- OPEC’s outlook for this year has been downgraded for the third time.
- The organization’s stance contrasts with that of the International Energy Agency.
- The organization does not foresee global economic growth in the future.
OPEC on Thursday lowered its forecast for global oil demand growth in 2022. This is the third time this year that it has lowered its expectations. The reasons behind this decision can be found in the war between Russia and Ukraine coupled with the inflationary impact around the world.
OPEC’s position differs sharply from that of the International Energy Agency (EIA), which maintains that oil demand growth will increase for the rest of the year. Based on calculations made in its monthly report, OPEC states that oil demand will increase by 3.1 barrels per day (bpd), 260,000 barrels less than previously forecast. The EIA instead forecast 380,000 bpd to 2.1 million bpd.
Oil has returned to normal pre-pandemic use and was expected to exceed 2019 levels later this year. However inflation, war and Chinese blockades over COVID-19 took a bloody toll on OPEC’s growth projections.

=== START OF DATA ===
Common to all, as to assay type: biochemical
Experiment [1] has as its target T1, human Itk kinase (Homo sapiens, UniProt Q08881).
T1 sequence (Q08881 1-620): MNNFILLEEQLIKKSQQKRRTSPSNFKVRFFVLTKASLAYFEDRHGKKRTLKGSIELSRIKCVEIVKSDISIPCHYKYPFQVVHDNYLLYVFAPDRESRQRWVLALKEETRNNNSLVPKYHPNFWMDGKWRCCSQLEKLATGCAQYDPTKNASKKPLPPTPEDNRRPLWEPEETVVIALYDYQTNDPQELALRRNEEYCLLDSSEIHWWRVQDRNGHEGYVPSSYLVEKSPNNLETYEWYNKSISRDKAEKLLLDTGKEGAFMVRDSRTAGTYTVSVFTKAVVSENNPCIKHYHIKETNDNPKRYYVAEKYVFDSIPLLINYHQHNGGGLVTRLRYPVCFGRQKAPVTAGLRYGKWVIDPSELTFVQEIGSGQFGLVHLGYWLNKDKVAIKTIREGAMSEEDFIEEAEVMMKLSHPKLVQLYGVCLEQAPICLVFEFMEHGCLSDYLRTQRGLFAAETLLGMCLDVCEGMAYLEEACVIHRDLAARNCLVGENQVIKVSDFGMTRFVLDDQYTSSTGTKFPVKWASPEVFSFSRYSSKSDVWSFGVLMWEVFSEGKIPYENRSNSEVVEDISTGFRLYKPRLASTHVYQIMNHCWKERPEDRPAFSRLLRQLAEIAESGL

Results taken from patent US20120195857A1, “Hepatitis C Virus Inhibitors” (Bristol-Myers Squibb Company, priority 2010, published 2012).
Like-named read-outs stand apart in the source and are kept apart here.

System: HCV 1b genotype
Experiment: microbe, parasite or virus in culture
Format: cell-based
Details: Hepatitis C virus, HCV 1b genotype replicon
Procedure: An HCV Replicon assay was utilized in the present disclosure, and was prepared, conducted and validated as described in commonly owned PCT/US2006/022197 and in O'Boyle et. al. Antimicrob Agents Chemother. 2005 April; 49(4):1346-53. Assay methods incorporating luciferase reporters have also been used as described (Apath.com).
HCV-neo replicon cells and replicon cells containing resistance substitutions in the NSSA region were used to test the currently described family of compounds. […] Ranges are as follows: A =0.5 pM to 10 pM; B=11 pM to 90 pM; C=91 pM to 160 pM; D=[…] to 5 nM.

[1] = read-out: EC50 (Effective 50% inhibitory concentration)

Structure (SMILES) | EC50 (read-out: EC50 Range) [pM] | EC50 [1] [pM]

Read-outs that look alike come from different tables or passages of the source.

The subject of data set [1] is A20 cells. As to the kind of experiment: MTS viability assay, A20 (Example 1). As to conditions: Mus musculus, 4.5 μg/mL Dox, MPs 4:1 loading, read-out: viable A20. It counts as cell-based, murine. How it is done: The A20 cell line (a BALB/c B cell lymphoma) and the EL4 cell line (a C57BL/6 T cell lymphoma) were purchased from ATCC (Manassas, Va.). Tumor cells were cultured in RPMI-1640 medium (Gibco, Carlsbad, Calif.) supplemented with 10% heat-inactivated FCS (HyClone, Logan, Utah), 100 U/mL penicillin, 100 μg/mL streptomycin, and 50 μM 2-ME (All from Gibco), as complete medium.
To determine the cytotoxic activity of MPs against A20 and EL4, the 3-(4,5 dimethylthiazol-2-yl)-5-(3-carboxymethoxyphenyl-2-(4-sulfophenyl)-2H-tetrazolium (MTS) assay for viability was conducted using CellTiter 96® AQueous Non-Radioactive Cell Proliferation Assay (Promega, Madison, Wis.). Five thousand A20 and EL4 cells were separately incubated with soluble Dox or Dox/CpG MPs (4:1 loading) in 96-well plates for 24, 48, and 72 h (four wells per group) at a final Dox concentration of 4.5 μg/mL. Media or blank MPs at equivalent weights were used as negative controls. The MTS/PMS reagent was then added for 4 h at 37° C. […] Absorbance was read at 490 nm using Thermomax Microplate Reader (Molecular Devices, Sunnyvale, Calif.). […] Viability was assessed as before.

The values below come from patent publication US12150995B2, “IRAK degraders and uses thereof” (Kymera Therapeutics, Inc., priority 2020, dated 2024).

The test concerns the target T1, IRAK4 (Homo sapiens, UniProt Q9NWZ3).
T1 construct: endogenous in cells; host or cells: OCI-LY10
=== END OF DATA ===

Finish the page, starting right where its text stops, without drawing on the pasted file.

“Global oil market fundamentals continued their strong recovery to pre-COVID-19 levels for most of the first half of 2022, although signs of slowing growth in the global economy and oil demand have emerged,” OPEC said in its report.
The institution is also not positive in its outlook for global economic growth in 2022. It cut its growth outlook to 3.1%, saying the expectation of further weakness persisted.
“However, it is still solid growth compared to pre-pandemic growth levels,” OPEC said. “It is therefore clear that significant downside risk prevails.”
OPEC finds itself increasing oil production following the effects of the 2020 pandemic quarantines. However, the previously planned production increases were not achieved. This is due to a lack of investment by some member countries of the organization, in addition to the losses in Russian oil production.
OPEC production in July increased by 162,000 bpd to 28.84 million bpd, a lower number than expected. As it has been arguing in its report, a very tight 2023 is announced. So if the pumping supply from non-member countries increases by 1.71 million bpd, OPEC will have to pump more than 900,000 bpd to achieve market balance.
U.S. shale promises to accelerate slightly. It is estimated at 800,000 bpd by 2023 versus the current 740,000 bpd in the United States.